In the 6th PCRD STREP project APrIL II(2004-2007) the focus was on probabilistic inductive logic programming for metabolic networks and we developed semi-automatic methods for model completion/revision from temporal logic specification of the system's behavior as observed in biological experiments. In the Network of Excellence REWERSE(2004-2008), the focus was on the application of the new Semantic Web technologies based on rules and constraints to bioinformatics. In this context, we developped type inference and abstract interpretation techniques to relate biological models at different levels of abstraction, providing a formal ground for reusing and combining models available on the web. In the ARC MOCA(2006-2007) on “MOdularity, Compositionality and Abstraction in gene and protein networks”, we studied with our partners the formal links between logical and numerical models of some parts of the cell cycle control, and modular decompositions based on control theory considerations .

Currently, we develop these technologies and apply them to new biological questions which we investigate in partnerships with biologists in three projects. First, the EU STREP project TEMPO(2006-2009) on “temporal genomics for patient tailored chronotherapeutics”, coordinated by Francis Lévi INSERM Villejuif, where, in partnership with Jean Clairambault of the BANG project-team, we develop coupled models of the cell cycle, the circadian cycle and the effect of cytotoxic drugs in cancer therapies using BIOCHAM.

Second, the INRA AgroBi project INSIGHT, coordinated by Eric Reiter INRA Tours, where, in partnership with Frédérique Clément of the SISYPHE project-team, we develop models of FSH and GPCR signaling networks in mammalian cells. This research is now part of the AE REGATEcoordinated by F. Clément SISYPHE.

Third, the AE COLAGE coordinated by Hughes Berry of the ALCHEMY project-team before his move to Lyon, with François Taddei, Ariel Lindner, INSERM Paris Necker, Hidde de Jong, Delphine
Ropers, IBIS, J.L. Gouzé, and Madalena Chaves, COMORE, where we investigate the possibilities to control and reprogram growth and aging in bacteria
*E. coli*using synthetic biology approaches.Along the same line of research, but in a different context, we collaborate with Pascal Hersen and Samuel Bottani, biophysicists at the Matière
and Systèmes complexes lab, CNRS/Paris Diderot University, to design a prototypic platform and develop control software for the real-time control of gene expression in yeast.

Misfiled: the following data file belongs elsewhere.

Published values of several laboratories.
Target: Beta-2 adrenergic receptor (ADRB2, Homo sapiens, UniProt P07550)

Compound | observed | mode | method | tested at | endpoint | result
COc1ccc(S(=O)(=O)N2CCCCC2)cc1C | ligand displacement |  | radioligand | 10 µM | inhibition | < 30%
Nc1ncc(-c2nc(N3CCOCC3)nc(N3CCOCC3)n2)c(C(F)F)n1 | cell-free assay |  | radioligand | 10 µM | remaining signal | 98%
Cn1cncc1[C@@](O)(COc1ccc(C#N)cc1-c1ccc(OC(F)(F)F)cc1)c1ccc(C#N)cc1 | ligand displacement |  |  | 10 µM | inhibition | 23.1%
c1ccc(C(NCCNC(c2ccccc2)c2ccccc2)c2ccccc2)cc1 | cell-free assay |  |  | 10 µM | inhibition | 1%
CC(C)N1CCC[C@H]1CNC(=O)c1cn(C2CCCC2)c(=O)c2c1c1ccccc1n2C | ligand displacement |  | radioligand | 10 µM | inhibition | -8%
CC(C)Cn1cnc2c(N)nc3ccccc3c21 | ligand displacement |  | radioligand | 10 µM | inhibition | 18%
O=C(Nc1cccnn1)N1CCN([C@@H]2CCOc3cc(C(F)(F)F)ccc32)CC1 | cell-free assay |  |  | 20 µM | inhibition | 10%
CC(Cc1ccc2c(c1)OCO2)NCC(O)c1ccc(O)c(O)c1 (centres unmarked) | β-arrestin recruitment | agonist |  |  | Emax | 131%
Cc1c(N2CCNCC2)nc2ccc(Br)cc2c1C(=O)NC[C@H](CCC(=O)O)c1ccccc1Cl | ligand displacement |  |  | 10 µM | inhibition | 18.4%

The Biochemical Abstract Machine BIOCHAMis a modeling and validation environment for molecular systems biology , under development since 2001, and distributed as open-source since 2003. Current version is v2.8.

BIOCHAM is compatible with the Systems Biology Markup Language ( SBML) and adds precise semantics to biomolecular interaction maps at three abstraction levels:

the boolean semantics (presence or absence of molecules),

the differential semantics (concentrations of molecules),

the stochastic semantics (discrete numbers of molecules).

Based on this formal framework, BIOCHAM features:

a compositional rule-based language for modeling biochemical systems, allowing patterns for expressing set of rules in a compact form;

numerical as well as boolean simulators (Rosenbrock's method for the differential semantics, Gillespie's algorithm with tau lipping for the stochastic semantics);

a temporal logic language (CTL for qualitative models and QFLTL(R) with numerical constraints for quantitative models) for formalizing biological properties such as reachability, checkpoints, oscillations or stability, and checking them automatically with model-checking techniques;

automatic search procedures to infer parameter values, initial conditions and even reaction rules from temporal logic properties of the system;

automatic conservation law detection, through constraint-based structural analysis of the underlying Petri-net.

BIOCHAM was used in synergy with Beta WB and GINsim by the winning team of the
*Biological Modelling Competition*of the
*Formal Methods in Molecular Biology*workshop held in Dagstuhl in Feb. 2009.

BIOCHAM is fully implemented in GNU-Prolog and interfaced to the symbolic model checker NuSMVand to the continuous optimization tool CMAES.

Rules2CPis a rule-based modelling language for constraint programming. Rules2CP is under development since 2006, and distributed as open-source since 2009.

Unlike other modelling languages, Rules2CP adopts a single knowledge representation paradigm based on rules without recursion, and a restricted set of data structures based on records and enumerated lists given with iterators. We show that this is sufficient to model constraint satisfaction problems, together with search strategies where search trees are expressed by logical formulae, and heuristic choice criteria are defined with preference orderings by pattern-matching on rules' left-hand sides.

The expressiveness of Rules2CP is illustrated with a complete library for packing problems, called PKML, which, in addition to pure bin packing and bin design problems, can deal with common sense rules about weights, stability, as well as specific packing business rules.

CHRatis a modular version of the well
known Constraint Handling Rules language CHR, called for CHRat for CHR with
*ask*and
*tell*. Inspired by the LLCC framework, this extension of CHR makes it possible to reuse CHRat components both in rules and guards in other CHRat components, and define hierarchies of
constraint solvers. CHRat is a bootstrapped preprocessor for CHR implemented in Prolog.

CLPGUIis a generic graphical user interface written in Java for constraint logic programming. It is available for GNU-Prolog and SICStus Prolog. CLPGUI has been developed both for teaching purposes and for debugging complex programs. The graphical user interface is composed of several windows: one main console and several dynamic 2D and 3D viewers of the search tree and of finite domain variables. With CLPGUI it is possible to execute incrementally any goal, backtrack or recompute any state represented as a node in the search tree. The level of granularity for displaying the search tree is defined by annotations in the CLP program.